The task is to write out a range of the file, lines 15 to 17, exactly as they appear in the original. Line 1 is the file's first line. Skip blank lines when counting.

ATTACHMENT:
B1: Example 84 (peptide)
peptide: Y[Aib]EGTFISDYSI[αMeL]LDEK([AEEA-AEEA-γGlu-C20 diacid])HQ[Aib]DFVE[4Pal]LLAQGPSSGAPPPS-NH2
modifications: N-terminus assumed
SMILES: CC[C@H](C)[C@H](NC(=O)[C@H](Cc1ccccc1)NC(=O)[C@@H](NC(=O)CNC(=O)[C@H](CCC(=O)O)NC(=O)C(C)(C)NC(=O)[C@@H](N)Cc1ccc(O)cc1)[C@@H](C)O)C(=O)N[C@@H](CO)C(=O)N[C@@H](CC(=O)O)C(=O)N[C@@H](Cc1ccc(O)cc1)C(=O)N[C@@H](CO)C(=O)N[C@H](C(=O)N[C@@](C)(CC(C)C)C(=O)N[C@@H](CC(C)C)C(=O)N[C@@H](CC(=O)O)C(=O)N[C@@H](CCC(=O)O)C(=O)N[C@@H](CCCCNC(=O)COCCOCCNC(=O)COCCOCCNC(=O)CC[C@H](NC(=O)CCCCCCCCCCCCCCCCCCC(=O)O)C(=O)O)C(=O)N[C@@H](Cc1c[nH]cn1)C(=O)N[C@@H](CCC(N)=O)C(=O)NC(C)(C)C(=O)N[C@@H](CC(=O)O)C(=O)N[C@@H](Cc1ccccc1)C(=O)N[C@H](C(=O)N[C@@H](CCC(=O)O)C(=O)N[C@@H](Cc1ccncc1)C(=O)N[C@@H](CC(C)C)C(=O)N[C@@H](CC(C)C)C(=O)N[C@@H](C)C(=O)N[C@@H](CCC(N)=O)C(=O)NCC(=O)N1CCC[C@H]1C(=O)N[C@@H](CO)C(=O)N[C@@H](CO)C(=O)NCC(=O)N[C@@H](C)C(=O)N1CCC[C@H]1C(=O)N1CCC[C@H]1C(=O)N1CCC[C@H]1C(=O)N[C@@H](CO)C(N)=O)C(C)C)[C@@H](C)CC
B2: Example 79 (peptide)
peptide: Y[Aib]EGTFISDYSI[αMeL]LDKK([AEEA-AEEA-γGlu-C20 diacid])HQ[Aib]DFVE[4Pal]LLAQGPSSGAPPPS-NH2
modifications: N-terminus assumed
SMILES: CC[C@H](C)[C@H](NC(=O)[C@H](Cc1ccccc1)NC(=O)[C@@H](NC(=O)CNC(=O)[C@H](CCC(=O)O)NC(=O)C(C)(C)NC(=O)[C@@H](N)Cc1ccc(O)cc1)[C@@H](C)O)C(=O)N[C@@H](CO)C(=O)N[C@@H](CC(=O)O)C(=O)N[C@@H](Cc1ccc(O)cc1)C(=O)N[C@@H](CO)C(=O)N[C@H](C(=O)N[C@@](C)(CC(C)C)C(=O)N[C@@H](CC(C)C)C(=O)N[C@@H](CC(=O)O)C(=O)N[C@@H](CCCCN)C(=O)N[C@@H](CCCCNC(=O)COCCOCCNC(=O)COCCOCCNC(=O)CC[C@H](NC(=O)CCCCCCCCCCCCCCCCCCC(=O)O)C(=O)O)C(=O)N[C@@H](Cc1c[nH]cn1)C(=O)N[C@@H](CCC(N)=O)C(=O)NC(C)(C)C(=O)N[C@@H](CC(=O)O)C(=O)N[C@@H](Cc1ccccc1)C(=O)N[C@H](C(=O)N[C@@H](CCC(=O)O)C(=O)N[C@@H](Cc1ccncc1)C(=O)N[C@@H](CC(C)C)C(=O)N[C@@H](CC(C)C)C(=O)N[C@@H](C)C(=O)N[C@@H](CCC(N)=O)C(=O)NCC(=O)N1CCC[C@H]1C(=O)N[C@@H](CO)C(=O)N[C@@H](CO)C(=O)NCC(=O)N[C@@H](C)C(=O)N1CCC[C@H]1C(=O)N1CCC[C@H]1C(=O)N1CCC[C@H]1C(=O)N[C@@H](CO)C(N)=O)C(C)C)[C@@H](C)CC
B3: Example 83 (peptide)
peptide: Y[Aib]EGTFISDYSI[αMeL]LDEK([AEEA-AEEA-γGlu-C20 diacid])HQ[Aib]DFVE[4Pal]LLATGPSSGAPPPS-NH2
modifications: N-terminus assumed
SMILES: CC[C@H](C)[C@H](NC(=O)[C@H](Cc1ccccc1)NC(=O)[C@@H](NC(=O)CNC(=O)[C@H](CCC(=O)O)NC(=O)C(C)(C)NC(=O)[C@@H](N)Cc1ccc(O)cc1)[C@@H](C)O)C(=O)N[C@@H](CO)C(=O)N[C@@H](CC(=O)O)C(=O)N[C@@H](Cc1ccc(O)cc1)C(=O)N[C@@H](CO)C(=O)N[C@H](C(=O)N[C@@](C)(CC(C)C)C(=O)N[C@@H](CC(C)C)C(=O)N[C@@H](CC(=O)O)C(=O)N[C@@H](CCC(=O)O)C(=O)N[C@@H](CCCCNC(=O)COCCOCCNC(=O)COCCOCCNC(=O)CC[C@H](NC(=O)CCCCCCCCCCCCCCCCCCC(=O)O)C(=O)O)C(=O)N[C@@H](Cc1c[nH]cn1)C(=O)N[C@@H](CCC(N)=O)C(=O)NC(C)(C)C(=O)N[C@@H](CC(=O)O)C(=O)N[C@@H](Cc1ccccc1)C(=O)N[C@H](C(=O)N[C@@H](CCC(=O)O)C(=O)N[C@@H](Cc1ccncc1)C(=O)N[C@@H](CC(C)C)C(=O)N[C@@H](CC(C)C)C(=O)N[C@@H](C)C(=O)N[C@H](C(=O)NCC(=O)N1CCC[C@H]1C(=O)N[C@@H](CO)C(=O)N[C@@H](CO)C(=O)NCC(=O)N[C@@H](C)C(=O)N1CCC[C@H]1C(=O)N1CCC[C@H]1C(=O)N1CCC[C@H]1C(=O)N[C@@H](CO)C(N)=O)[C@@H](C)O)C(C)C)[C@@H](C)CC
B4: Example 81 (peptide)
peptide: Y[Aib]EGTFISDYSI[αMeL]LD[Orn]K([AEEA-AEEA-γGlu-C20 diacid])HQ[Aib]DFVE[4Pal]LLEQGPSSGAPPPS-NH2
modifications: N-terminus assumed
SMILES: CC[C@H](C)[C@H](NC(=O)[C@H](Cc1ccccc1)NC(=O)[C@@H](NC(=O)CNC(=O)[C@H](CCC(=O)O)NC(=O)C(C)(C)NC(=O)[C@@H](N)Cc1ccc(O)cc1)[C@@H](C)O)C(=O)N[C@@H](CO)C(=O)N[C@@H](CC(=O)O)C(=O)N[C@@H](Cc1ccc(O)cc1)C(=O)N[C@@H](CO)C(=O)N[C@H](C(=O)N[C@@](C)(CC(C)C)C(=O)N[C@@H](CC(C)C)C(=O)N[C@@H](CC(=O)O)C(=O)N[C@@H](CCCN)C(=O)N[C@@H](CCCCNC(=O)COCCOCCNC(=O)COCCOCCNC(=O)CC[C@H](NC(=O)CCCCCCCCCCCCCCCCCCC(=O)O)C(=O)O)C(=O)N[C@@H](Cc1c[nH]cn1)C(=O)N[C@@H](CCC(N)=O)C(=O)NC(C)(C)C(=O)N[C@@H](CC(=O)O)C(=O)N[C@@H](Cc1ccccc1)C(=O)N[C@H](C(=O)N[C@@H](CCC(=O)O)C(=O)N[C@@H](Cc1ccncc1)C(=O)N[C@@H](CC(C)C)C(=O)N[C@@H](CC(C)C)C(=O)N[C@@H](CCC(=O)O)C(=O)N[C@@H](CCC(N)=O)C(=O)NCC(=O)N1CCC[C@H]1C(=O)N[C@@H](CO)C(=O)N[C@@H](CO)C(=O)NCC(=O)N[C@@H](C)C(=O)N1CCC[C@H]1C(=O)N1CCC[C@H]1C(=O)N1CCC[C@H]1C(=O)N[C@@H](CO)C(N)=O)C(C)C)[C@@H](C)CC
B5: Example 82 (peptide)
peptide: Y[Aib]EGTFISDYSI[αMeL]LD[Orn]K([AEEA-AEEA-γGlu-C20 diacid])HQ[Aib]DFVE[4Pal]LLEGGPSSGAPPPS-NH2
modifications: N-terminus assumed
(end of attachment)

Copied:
modifications: N-terminus assumed
SMILES: CC[C@H](C)[C@H](NC(=O)[C@H](Cc1ccccc1)NC(=O)[C@@H](NC(=O)CNC(=O)[C@H](CCC(=O)O)NC(=O)C(C)(C)NC(=O)[C@@H](N)Cc1ccc(O)cc1)[C@@H](C)O)C(=O)N[C@@H](CO)C(=O)N[C@@H](CC(=O)O)C(=O)N[C@@H](Cc1ccc(O)cc1)C(=O)N[C@@H](CO)C(=O)N[C@H](C(=O)N[C@@](C)(CC(C)C)C(=O)N[C@@H](CC(C)C)C(=O)N[C@@H](CC(=O)O)C(=O)N[C@@H](CCCN)C(=O)N[C@@H](CCCCNC(=O)COCCOCCNC(=O)COCCOCCNC(=O)CC[C@H](NC(=O)CCCCCCCCCCCCCCCCCCC(=O)O)C(=O)O)C(=O)N[C@@H](Cc1c[nH]cn1)C(=O)N[C@@H](CCC(N)=O)C(=O)NC(C)(C)C(=O)N[C@@H](CC(=O)O)C(=O)N[C@@H](Cc1ccccc1)C(=O)N[C@H](C(=O)N[C@@H](CCC(=O)O)C(=O)N[C@@H](Cc1ccncc1)C(=O)N[C@@H](CC(C)C)C(=O)N[C@@H](CC(C)C)C(=O)N[C@@H](CCC(=O)O)C(=O)N[C@@H](CCC(N)=O)C(=O)NCC(=O)N1CCC[C@H]1C(=O)N[C@@H](CO)C(=O)N[C@@H](CO)C(=O)NCC(=O)N[C@@H](C)C(=O)N1CCC[C@H]1C(=O)N1CCC[C@H]1C(=O)N1CCC[C@H]1C(=O)N[C@@H](CO)C(N)=O)C(C)C)[C@@H](C)CC
B5: Example 82 (peptide)